Desolus- I’ve featured this one on the Screenshot Saturday series because it makes very pretty pictures but Desolus looks even better in motion. The Boston FIG demo has been completely overhauled since its PAX East showing back in April, and now has travel between alternating light and dark dimensions to supplement the exploration. You play from the first person view and wield the power of a mini black hole, pulling in and shooting out energy from the pulsing stars found across the landscape. An active star powers a dimensional gateway, which will either take you to the dark or light version of the world you’re in or transport you to the next area depending on type. After a bit of wandering about a secondary mechanic kicks in where you can play with the energy beams connecting stars and doors, removing it from an active door and tethering it to another. Desolus is in very early development, still coming into its gameplay identity, but the art has remained beautiful throughout. Swirling energy, trees both leafy and leafless, sunsets and auroras, and triangular portals leading seamlessly into alternate dimensions add an alien/mystical atmosphere to the different worlds. The dark and light dimensions shouldn’t be mistaken for “good” or “bad” but rather alternate takes on the same idea, differing in tone but linked and nearly identical in content. It’s the differences that make walking back and forth between the worlds necessary, as the ghost of a star or portal in one requires activating it in the other, and keeping track of what’s happening in both dimensions is a major part of the puzzle solving.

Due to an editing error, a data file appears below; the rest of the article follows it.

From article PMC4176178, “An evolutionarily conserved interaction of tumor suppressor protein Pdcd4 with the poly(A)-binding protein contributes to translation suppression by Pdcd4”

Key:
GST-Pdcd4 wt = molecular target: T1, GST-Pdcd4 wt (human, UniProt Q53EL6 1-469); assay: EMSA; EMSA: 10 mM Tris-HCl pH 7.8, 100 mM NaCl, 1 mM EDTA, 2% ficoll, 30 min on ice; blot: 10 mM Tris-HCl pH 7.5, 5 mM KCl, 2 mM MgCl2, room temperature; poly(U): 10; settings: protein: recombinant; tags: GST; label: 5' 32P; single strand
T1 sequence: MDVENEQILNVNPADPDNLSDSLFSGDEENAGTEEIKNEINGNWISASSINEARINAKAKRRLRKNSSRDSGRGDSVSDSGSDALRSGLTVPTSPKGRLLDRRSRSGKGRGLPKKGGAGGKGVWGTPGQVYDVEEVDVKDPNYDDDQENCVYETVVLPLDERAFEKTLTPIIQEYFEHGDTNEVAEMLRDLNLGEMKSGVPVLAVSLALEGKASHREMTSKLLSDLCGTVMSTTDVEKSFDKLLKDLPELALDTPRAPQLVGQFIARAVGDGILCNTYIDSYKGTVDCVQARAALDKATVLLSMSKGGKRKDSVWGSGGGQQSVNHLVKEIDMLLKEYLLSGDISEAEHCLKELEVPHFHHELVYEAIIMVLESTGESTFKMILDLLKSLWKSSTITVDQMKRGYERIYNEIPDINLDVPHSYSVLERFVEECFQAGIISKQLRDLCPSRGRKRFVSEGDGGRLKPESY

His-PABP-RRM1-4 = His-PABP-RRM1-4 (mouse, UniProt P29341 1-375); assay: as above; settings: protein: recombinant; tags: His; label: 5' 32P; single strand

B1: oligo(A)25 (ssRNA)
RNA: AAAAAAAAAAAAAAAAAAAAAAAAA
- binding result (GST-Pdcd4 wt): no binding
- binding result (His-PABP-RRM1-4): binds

Geiger- I have to admit I’ve got nothing beyond a description for this one. No press materials, no web page, no Greenlight, nothing. It was part of the New England Institue of Technology display and that’s where the trail runs cold. Geiger is a first-person exploration game where you’ve got a flashlight with dying batteries and a constantly ticking geiger counter to let you know just how irradiated you’re getting as you explore an abandoned underground bunker. At first it looks like yet another “explore dark hallways” type of game, one more retread of the Silent Hill formula except without any fever-dream monsters to jump out and go Boo!, but it becomes obvious fairly soon that this isn’t what Geiger is about. The voice of the player is far too upbeat, for one, and while the noise of the convention hall made it hard to hear exactly what he was saying his tone was that of a person having a good time exploring somewhere he knows he’s not supposed to be. Something bad happened in the bunker, as evidenced by the radiation and occasional skeleton, but once you’ve found some batteries the flashlight becomes much more reliable, and a little exploring turns the hallways from foreboding to familiar. The gameplay was a bit simplistic, in that all you do is explore, find keys, and open doors, but eventually one of the last rooms is for the generator and all of a sudden the lights are back on. There’s still the feeling of an abandoned place where people died, but the farther in you go the less creepy it gets, which threw me off a bit because it’s the opposite of what I was expecting. Whether Geiger ever turns into a full game or if it’s just a student project demo, I’m glad I took the time to play it because it’s always nice to have one’s expectations pleasantly subverted.